Negligence, Employer's liability.
In an action by a longshoreman against a stevedore by whom he was employed for injuries sustained, when the plaintiff was working in the hold of a vessel that was being unloaded, by reason of a pin dropping out of a winch, where there was no evidence of a defect in the pin or in any other part of the machinery and it appeared that it was the duty of the winchman to see that the pin was put in from time to time as needed, it was held, that, if there was any negligence, it was that of a fellow servant of the plaintiff and not that of a superintendent.
TORT by a longshoreman for personal injuries sustained on March 30, 1909, when in the employ of the defendant, who was a stevedore at Boston, by reason of the unclutching of a winch on the steamer Frances, in the hold of which the plaintiff was working as she was being unloaded at the Mystic Docks in the part of Boston called Charlestown. The declaration contained four counts. The first count alleged that the defendant negligently supplied the plaintiff with defective and dangerous machinery. The second count alleged a failure to warn the plaintiff of dangers of which he was ignorant. The third and fourth counts were under the employers' liability act, the third alleging a defect in the defendant's ways, works or machinery and the fourth alleging negligence of a superintendent. Writ dated July 10, 1909.
In the Superior Court the case was tried before King, J. The accident was caused by a pin coming out of the winch, allowing it to get out of gear and precipitating a sling full of sugar upon the plaintiff, who was near the edge of the combings, as he was leaning over at his work and getting another load ready. The clutch was put in by raising the handle of the lever arm as high as it would go and inserting a pin through a hole in the lever arm, which came opposite a hole in the frame or the bracket behind, thus holding it in place. The pin was about the size of a pen handle, two and one half inches long according to a witness for the plaintiff or three or four inches long according to a witness for the defendant, and was somewhat smaller at one end than at the other.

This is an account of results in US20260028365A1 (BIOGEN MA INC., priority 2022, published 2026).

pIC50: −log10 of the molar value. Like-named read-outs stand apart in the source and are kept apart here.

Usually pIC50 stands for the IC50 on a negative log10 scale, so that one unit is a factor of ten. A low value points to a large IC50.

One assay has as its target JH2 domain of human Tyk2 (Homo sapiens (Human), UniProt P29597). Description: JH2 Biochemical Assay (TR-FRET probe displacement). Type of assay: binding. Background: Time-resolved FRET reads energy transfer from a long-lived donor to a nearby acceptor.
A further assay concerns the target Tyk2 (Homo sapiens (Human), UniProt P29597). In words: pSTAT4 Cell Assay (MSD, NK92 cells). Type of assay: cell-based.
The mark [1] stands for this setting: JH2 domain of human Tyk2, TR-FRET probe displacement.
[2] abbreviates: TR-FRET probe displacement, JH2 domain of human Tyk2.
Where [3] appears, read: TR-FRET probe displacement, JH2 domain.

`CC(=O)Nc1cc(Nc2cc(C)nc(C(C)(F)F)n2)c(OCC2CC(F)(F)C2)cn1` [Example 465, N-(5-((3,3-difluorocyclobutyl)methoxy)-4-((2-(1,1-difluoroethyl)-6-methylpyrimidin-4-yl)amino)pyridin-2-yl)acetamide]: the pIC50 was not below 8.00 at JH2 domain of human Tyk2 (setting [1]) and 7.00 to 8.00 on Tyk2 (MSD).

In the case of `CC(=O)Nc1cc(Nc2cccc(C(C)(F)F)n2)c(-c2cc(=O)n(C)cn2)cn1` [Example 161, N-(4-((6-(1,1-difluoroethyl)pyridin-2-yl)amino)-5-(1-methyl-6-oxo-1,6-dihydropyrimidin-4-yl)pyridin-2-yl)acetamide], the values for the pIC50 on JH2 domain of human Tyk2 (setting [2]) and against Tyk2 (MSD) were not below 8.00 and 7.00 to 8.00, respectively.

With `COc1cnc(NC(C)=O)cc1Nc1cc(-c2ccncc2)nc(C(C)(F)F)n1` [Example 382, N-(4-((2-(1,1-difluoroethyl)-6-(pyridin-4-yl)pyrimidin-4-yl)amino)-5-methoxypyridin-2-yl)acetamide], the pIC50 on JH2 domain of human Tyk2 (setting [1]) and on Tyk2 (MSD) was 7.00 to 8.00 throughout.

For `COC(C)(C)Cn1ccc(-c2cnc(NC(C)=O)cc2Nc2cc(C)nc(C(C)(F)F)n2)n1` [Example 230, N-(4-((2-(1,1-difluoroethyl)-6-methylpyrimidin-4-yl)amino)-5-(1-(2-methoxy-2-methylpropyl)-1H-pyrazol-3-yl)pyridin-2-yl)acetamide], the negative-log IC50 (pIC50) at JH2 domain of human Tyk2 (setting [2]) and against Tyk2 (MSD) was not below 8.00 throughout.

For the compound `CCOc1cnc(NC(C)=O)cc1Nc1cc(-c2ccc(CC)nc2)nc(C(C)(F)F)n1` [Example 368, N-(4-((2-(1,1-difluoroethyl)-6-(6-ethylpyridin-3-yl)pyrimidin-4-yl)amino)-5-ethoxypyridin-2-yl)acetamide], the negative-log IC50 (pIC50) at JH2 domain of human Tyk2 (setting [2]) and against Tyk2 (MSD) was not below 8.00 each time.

When in position the pin projected at both ends. The pin was about two and a half feet from the throttle, which the winchman in a standing position operated by hand, below and in front of him and of "about the level of his shin." The lever and the bracket were each about half an inch thick. In order to see the pin, the winchman while at work would have to make a movement of his body. Two bars of iron were between him and the pin. The only one of the defendant's men in charge of the winch was the winchman. All the men engaged in the unloading operations were the defendant's employees. When operating the winch the winchman was facing the hatchman, from whom he got his orders for hoisting. After the accident the winchman put the winch in gear, picking up the pin off the deck and putting it in place and tieing up the lever.
At the close of the evidence the judge ordered a verdict for the defendant on the third and fourth counts, and submitted the case to the jury on the first and second counts. The jury returned a verdict for the defendant; and the plaintiff alleged exceptions, including those to the admission of certain evidence and to portions of the judge's charge which are referred to in the opinion.
J. C. Woodman, for the plaintiff.
W. H. Hitchcock, for the defendant.
HAMMOND, J. The accident was due to the dropping of a pin from its place. There was no evidence that this was due to any defect in the pin or in any other part of the machinery. It was the duty of the winchman to see that the pin was put in from time to time as needed. The negligence, if any there was, in inserting the pin was the negligence of a fellow servant, not that of a superintendent. The judge rightly ordered a verdict for the defendant on the third and fourth counts.
The evidence offered as to the manner of obtaining steam when needed was properly excluded. It had no material bearing upon the question at issue.
It is unnecessary to consider in detail the exceptions to the charge. We have carefully examined it and find it apt and correct. The remark that in a certain contingency the plaintiff "cannot recover in this action, whatever he may do in any other action," even if considered as a suggestion that the plaintiff possibly had a right to some other action, was correct in law and harmless in fact.